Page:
Diana Unwin Chair in Restorative Justice in the School of Government, at Victoria University of Wellington, New Zealand
Professor Herdt provides a wonderfully lucid overview of the virtues and virtue ethics and I look forward to the fuller account in due course. The topic seems more relevant than ever in our so-called “post-truth age”.
In reading the Brief, two questions came to mind that the fuller treatment will no doubt clarify. The first relates to the meaning and content of the category of “Christian virtues”. By this phrase, are we talking about a discrete assortment of virtues (including the “theological virtues” of faith, hope and love) that are “formed within the context of the life of the Church and support a life of faithful discipleship”? Or are we talking about a Christian perspective on all the virtues or, perhaps, a distinctive way of extending or deepening virtuous conduct, such as in love of enemy? And if it is true that “the virtues are a gift of divine grace” and require some “infusion” of moral power through the sacraments, what bearing does this have on the cultivation of moral virtues in a secular or pluralist arena?
The second question relates to whether and how we can speak of virtuous institutions as well as virtuous individuals. Dr Herdt proposes that virtue ethics can help us think about how groups and institutions, such as the university, can help form the character of the people who constitute them and who, in turn, help form the institution. This suggests a kind of virtuous feedback loop: virtuous agents help shape virtuous institutions which in turn help shape virtuous character. Experience suggests this sometimes can be the case (such as in healthy families), but the shameful record of the institutional church with respect to sexual abuse, for example, gives serious pause for thought about how straightforward or common this phenomenon is.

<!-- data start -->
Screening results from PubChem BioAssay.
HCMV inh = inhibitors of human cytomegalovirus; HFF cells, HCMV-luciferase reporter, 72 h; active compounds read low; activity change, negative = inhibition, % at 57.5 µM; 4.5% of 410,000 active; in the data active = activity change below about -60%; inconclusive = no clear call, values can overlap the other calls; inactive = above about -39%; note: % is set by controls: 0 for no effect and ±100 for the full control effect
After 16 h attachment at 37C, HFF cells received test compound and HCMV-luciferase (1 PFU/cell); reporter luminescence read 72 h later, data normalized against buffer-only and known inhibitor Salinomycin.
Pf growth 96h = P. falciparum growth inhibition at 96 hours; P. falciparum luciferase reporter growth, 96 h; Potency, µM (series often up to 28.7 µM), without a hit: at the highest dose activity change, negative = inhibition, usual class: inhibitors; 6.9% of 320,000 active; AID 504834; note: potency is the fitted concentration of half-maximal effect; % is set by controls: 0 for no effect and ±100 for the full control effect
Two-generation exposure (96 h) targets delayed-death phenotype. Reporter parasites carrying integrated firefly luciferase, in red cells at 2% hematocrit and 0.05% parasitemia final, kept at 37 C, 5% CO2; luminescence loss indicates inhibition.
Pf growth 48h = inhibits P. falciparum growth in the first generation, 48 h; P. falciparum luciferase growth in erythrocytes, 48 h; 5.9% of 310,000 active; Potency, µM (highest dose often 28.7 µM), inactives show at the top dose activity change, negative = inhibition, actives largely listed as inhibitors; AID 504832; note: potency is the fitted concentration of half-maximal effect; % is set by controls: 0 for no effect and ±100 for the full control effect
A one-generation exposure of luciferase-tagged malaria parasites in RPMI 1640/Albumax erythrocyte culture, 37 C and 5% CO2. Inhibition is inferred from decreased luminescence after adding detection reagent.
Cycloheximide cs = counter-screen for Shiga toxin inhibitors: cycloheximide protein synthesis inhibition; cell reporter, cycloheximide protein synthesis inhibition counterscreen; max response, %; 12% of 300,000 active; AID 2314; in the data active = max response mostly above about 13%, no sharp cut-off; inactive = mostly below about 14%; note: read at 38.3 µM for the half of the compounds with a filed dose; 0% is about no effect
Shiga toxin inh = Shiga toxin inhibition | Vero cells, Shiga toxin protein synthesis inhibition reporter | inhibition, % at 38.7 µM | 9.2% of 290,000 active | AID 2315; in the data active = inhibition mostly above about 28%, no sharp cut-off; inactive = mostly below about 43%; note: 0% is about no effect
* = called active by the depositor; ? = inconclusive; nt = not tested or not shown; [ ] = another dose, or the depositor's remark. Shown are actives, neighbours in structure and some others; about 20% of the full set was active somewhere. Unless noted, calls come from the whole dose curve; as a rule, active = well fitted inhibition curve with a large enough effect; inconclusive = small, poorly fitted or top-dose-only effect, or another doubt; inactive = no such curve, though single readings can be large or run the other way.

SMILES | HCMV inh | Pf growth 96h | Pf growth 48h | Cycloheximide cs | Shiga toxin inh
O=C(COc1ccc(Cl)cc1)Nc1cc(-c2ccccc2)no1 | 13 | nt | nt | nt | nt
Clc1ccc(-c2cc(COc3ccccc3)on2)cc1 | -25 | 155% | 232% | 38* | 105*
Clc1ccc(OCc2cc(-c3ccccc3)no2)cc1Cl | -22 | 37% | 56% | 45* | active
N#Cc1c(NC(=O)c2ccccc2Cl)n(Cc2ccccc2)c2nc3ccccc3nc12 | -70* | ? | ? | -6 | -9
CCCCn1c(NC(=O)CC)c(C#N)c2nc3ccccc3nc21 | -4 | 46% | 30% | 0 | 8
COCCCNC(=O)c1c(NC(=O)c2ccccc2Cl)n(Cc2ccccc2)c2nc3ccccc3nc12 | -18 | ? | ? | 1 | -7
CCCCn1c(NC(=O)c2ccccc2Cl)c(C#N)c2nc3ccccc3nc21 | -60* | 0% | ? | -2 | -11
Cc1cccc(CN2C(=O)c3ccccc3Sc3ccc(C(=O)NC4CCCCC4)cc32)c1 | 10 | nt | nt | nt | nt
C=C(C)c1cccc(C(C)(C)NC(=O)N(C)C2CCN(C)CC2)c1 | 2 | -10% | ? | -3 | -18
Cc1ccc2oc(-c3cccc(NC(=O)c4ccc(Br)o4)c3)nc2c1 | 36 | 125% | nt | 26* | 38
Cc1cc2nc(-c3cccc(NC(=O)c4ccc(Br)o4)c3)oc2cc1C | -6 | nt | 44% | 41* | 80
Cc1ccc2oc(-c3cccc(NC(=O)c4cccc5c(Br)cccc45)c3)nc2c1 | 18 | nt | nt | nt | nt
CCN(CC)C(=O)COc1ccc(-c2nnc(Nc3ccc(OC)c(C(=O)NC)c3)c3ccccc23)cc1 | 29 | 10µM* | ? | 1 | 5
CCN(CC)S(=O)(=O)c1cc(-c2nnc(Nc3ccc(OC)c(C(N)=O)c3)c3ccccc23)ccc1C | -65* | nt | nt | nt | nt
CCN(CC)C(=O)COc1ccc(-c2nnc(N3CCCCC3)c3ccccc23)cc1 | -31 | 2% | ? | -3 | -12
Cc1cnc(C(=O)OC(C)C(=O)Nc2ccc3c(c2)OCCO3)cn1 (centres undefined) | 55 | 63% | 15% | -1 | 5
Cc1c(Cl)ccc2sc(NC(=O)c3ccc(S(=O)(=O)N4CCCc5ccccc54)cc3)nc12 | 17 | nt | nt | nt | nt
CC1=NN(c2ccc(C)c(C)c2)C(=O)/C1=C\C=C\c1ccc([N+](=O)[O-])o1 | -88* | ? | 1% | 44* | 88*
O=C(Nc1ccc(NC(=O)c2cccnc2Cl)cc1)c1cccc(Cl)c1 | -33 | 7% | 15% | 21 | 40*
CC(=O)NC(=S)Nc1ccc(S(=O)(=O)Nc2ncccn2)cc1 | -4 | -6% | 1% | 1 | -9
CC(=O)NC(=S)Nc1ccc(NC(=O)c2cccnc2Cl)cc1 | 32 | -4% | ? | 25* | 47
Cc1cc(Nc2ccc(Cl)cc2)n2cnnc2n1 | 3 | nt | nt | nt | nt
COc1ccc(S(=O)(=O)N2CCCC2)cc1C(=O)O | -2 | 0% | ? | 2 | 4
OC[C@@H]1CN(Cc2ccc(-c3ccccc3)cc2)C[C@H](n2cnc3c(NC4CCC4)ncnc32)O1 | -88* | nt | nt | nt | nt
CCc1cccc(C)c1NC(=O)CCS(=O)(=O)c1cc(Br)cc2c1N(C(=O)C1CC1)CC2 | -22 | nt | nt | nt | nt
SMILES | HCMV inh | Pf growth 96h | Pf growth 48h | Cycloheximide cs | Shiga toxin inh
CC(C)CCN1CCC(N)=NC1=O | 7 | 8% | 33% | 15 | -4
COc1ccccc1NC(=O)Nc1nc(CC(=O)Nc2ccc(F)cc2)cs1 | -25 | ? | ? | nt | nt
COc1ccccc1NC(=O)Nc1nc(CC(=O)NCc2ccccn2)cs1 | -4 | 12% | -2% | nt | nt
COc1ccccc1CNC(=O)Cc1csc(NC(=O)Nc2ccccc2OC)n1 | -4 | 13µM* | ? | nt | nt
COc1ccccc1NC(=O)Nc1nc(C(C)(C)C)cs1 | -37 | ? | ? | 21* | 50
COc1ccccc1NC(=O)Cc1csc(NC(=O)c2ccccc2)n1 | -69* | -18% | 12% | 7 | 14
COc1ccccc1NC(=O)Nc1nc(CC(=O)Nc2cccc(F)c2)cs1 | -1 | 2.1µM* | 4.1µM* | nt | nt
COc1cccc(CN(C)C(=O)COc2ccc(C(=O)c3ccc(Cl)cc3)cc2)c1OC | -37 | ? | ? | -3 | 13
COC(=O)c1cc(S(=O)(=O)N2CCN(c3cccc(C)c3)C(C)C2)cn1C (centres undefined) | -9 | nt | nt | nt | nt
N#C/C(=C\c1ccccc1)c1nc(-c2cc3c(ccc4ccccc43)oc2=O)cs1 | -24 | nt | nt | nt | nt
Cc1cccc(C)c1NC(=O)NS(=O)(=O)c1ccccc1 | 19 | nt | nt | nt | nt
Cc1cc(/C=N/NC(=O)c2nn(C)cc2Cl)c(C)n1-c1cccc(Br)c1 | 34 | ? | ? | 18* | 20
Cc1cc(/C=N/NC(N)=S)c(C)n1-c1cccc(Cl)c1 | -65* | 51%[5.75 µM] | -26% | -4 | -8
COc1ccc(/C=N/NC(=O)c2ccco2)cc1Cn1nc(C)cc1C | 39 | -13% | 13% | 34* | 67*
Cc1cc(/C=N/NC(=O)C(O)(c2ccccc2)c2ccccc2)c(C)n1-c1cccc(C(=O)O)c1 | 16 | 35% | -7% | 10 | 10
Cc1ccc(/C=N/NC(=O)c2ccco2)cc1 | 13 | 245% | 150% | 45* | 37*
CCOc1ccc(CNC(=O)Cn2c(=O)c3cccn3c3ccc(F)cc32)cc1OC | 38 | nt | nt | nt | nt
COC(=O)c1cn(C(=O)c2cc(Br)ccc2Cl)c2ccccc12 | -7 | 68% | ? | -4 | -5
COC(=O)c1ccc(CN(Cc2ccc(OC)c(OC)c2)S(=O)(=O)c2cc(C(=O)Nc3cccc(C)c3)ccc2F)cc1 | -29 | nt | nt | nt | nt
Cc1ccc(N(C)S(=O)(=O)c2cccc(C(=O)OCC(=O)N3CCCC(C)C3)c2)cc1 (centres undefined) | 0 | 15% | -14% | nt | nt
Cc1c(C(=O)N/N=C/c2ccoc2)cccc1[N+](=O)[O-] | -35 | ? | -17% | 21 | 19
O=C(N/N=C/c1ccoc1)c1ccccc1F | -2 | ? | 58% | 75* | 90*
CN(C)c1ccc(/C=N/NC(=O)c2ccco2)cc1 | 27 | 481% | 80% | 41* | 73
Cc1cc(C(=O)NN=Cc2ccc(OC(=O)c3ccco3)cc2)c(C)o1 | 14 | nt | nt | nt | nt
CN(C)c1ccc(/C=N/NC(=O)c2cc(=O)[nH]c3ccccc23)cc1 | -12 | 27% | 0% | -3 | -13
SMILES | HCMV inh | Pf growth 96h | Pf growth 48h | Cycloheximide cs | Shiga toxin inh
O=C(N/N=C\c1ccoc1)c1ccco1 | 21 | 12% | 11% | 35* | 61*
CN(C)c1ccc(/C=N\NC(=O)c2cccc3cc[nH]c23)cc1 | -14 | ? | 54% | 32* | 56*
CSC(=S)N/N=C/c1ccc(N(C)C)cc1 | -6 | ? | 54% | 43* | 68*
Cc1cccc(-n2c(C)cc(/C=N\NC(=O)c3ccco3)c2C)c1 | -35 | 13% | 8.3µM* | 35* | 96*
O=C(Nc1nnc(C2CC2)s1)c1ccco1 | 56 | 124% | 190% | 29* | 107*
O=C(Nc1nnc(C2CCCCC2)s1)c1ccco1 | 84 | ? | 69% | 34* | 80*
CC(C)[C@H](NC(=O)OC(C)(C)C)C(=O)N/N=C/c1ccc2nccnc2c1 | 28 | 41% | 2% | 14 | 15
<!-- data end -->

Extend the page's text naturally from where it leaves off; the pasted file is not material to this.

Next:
And when it comes to, say, the institutions of the criminal justice system, the issue becomes even more challenging. Institutional forces are at work there that seem to defeat the best intentions of those virtuous actors working within the system and, at worst, to stir up the basest instincts of wider society. We may speak euphemistically of “correcting” offenders and “rehabilitating” their moral character, but evidence shows the opposite often takes place. Certainly, a virtue-framework can help us identify the moral problems of institutional performance; I am keen to know more about how it can offer a practical way of helping transform institutional character.Download